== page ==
Are you a business that wants to master the art of social selling? The best advice we can give you is this: if you want to generate a lot of social selling bites, you have to throw in your lure where the fish are actually swimming.
LinkedIn’s large number of business peers make it the best place for social selling, B2B or otherwise, and when you know how to get those people to pay attention to your sales tactics, you’ll win the game of social sales.
If you want to continue using fishing metaphors, one of the biggest problems associated with missed connections in the social sales world is that businesspeople don’t know and understand what an actual nibble is. They jump at the chance to send point of sale emails to everyone they can think of, and this comes off as desperate. Instead, try to connect when one of these 30 social sale triggers is pulled.
- Someone views your LinkedIn profile.
- You receive a “LinkIn” invitation.
- Someone accepts your own request to “LinkIn.”
These are all very straight forward. This shows you that someone is interested in you, if even for just a glimpse. Keep yourself in their mind by sending out a message and initiate a potential sales situation.
- Your contact changes a job.
- Your contact is promoted.
- Your contact has a birthday.
- Your contact has a work anniversary.
- Your contact is mentioned in the news or in industry channels.
- Your contact updates their profile information in a way you can comment on.
When you see that someone is active and willing to use LinkedIn regularly, you know they’ll be paying attention to your messages. This information change may also means they’re now in a position to listen to your advice and social sale information.
- Someone likes your LinkedIn blog post.
- Someone shares your LinkedIn blog post.
- Someone comments on your LinkedIn blog post.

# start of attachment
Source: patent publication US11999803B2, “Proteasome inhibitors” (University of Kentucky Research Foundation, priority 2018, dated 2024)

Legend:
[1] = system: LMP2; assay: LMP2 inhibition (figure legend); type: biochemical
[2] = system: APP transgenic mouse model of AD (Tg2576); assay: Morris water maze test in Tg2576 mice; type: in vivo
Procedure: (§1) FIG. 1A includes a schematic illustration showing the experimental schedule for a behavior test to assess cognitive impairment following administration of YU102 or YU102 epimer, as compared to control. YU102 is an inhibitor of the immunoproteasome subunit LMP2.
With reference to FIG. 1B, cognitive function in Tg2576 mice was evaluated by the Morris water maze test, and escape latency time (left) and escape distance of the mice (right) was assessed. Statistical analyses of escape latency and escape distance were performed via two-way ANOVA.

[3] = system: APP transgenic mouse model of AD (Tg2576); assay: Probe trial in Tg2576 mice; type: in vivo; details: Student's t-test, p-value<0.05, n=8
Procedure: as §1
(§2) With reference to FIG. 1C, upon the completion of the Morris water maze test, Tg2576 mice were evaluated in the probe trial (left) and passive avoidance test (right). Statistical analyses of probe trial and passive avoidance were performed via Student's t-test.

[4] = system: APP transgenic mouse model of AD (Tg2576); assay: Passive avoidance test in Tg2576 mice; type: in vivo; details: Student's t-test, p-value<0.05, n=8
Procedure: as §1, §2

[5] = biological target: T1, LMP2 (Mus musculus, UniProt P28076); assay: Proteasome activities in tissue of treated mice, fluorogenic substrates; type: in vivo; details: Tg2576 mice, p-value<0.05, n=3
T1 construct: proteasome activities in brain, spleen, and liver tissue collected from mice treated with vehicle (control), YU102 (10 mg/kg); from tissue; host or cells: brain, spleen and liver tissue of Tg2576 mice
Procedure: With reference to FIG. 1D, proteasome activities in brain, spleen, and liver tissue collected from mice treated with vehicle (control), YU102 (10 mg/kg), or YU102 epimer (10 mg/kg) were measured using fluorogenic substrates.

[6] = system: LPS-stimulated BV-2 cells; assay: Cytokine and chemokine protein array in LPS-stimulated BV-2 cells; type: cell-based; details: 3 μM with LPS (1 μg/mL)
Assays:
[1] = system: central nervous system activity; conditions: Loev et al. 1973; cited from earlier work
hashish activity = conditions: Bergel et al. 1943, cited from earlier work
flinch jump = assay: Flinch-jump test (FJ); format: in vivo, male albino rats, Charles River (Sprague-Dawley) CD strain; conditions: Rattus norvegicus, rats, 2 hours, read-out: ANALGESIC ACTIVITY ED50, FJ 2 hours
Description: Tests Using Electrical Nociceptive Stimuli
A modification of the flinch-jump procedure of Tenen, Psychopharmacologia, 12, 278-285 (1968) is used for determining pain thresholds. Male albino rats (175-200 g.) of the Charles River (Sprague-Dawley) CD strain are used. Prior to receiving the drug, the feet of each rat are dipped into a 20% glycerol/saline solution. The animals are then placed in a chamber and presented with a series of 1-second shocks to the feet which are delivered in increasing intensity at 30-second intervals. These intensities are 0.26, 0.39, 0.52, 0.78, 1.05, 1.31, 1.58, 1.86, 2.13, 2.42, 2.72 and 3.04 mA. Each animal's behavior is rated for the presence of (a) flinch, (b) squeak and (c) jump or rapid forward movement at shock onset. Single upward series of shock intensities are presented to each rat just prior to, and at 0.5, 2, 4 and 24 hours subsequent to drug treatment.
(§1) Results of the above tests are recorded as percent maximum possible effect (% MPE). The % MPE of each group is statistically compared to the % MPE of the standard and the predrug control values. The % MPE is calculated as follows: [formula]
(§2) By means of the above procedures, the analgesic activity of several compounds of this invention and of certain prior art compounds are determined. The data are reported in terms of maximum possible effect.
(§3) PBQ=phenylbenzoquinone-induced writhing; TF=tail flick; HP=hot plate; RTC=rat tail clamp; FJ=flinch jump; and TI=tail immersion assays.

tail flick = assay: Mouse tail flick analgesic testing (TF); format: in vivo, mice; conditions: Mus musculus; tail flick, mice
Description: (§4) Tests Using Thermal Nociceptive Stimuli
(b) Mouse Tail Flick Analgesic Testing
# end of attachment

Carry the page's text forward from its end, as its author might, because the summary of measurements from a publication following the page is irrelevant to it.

This is another set of notifications that explain themselves. When a potential customer engages with you, engage back. They’re interested in you enough to like or share your post, so use this as conversation starter – then shift to your social sale tactics.
- Your daily update gets a like.
- Your daily update is shared.
- Your daily update is commented on.
Another lower key version of some above social sales triggers. Keep interested peers interested by remarking about their liking, sharing and commenting.
- Your group post is liked.
- Your group post is shared
- Your group post is commented on.
- A group member makes a comment within the group.
Groups are great social sales breeding grounds. You know that those around you in a group are interested in the mutual group interest, so use that as an in for social selling. This can be a great way to start getting leads and networking threads started.
- You’re endorsed for a skill.
- You’re recommended by a contact.
- When you have an opening to ask for a recommendation from someone else.
- You get invited to join a LinkedIn group.
- A shared group member reaches out to you.
- You receive an InMail.
These direct methods of engagement are the loudest form of in-direct interest. Someone’s telling you that they’re liking what you’re doing – so use it to your advantage!
- A contact’s contact likes your LinkedIn update post.
- A contact’s contact comments on your LinkedIn update post.
- A contact’s contact shares your LinkedIn update post.
- Your contact writes their own LinkedIn blog post.
- LinkedIn’s People You May Know features a contact that is familiar with someone in your own network.
Don’t limit your contact social sales to just your inner circle – use a “six degrees of separation” approach and look through your own contact’s contacts for potential customers. You can also use your linked contact as a buffer. If they can vouch for you, you’ve got a great in.
The Social Sales Golden Rule
Here’s the general golden rule to follow with social sales – any form of engagement is a potential in. When a potential customer directly connects with you, you’re faced with an opportunity for a social sales transaction. The trick is to not seem desperate and jumpy.
When presented with any of the above options, you have to react in a natural way. While those on LinkedIn are all business peers, you have to be aware that this can work against you. They know all the tricks and strategies, and they know when they’re being played.
When making social sales, always keep these two things in mind:
- Be genuine. Don’t initiate a social sales interaction just to get a “maybe” out of somebody. You’ve got to have a genuine reason for the interaction, or they’ll know you’re just trying to get as many bites as possible.
- Keep things natural. When engaging with a social sales contact on LinkedIn, remember that you’re peers. Don’t be overly business-like about the exchange. Appeal to your contact’s mutual beneficial interests.
If you consider the golden rule and these two sub-ideas you’ll do great, so get out there and make some sales!